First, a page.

CONSUMERS ADVISED TO TAKE PRECAUTIONS DUE TO BEEF RECALL
The Saskatchewan Ministry of Health is reminding consumers to use safe beef handling and cooking practises, in the wake of the recent recall of Alberta beef products by the Canadian Food Inspection Agency (CFIA).
The Ministry of Health is aware of 13 reported cases of E.coli infection in Saskatchewan in September; the usual number of cases in that month ranges from zero to four. Public health authorities are investigating these cases and conducting tests to determine whether they are linked to the recall. Laboratory results are expected within the next few days.
“People can reduce their risk of E.coli infection by taking very simple, common sense steps,” Chief Medical Health Officer Dr. Saqib Shahab said. “Consumers should be vigilant about thorough hand washing when handling or preparing food, and ensure that all meat is cooked thoroughly.”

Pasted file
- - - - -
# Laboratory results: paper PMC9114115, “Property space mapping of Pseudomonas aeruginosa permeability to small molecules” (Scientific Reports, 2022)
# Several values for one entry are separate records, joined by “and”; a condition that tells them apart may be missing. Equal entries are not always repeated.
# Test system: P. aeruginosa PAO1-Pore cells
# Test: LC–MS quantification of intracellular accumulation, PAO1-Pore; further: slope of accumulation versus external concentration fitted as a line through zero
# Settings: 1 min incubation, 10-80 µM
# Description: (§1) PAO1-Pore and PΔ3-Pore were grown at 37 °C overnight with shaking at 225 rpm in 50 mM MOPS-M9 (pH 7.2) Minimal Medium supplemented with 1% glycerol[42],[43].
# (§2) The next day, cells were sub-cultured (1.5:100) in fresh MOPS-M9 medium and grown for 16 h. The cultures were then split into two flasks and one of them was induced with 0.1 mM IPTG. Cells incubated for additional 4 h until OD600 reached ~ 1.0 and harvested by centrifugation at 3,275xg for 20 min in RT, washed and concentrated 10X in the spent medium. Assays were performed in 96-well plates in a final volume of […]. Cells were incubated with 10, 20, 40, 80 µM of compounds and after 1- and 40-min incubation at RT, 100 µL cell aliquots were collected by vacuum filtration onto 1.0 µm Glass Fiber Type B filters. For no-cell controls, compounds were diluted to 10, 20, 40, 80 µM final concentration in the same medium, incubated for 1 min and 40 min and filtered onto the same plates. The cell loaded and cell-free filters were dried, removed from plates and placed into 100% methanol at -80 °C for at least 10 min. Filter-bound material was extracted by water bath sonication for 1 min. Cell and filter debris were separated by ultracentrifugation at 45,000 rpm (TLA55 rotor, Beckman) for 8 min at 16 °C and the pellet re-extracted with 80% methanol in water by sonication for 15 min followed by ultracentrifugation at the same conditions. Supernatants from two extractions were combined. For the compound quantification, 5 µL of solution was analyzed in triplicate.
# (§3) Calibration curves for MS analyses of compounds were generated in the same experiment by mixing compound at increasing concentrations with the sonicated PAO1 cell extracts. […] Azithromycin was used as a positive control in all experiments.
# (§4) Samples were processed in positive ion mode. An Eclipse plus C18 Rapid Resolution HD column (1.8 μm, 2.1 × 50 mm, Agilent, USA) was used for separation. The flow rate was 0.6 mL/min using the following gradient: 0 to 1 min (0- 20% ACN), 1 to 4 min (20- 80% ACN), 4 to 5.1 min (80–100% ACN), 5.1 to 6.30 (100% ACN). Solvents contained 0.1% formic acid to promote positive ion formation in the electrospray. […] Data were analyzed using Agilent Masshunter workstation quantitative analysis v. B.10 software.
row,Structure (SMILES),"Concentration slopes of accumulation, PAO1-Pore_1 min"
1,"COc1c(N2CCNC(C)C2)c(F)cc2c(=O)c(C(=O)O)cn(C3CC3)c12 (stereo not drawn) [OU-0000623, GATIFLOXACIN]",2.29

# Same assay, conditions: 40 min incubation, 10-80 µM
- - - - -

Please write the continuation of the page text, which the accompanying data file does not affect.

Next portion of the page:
Symptoms of E.coli infection include severe abdominal pain, watery or bloody diarrhoea, vomiting, nausea, headaches but little or no fever. Symptoms usually appear within three to four days but can occur up to ten days later and last five to ten days. People most at risk of developing serious complications from E.coli are pregnant women, people with compromised immune systems, young children and the elderly. Residents with prolonged symptoms should visit their doctor or an emergency department.
Dr. Shahab says people should be aware that restaurant meals as well as home-cooked food could be a potential source of E.coli if food is not handled safely. Restaurant employees and individuals involved with preparing meals for the public are advised to stay home if they are ill and seek medical advice if symptoms are severe.
Meat products covered by the recall should either be returned to the location of purchase or discarded.
Members of the public who have health-related questions can call HealthLine at 1-877-800-0002 or visit www.healthlineonline.ca. Updated information on the beef product recall is available athttp://www.inspection.gc.ca/food/consumer-centre/food-safety-investigations/xl-foods/eng/1347937722467/1347937818275. Information on safe food handling practices is available at http://www.hc-sc.gc.ca/fn-an/securit/kitchen-cuisine/interact/index-eng.php.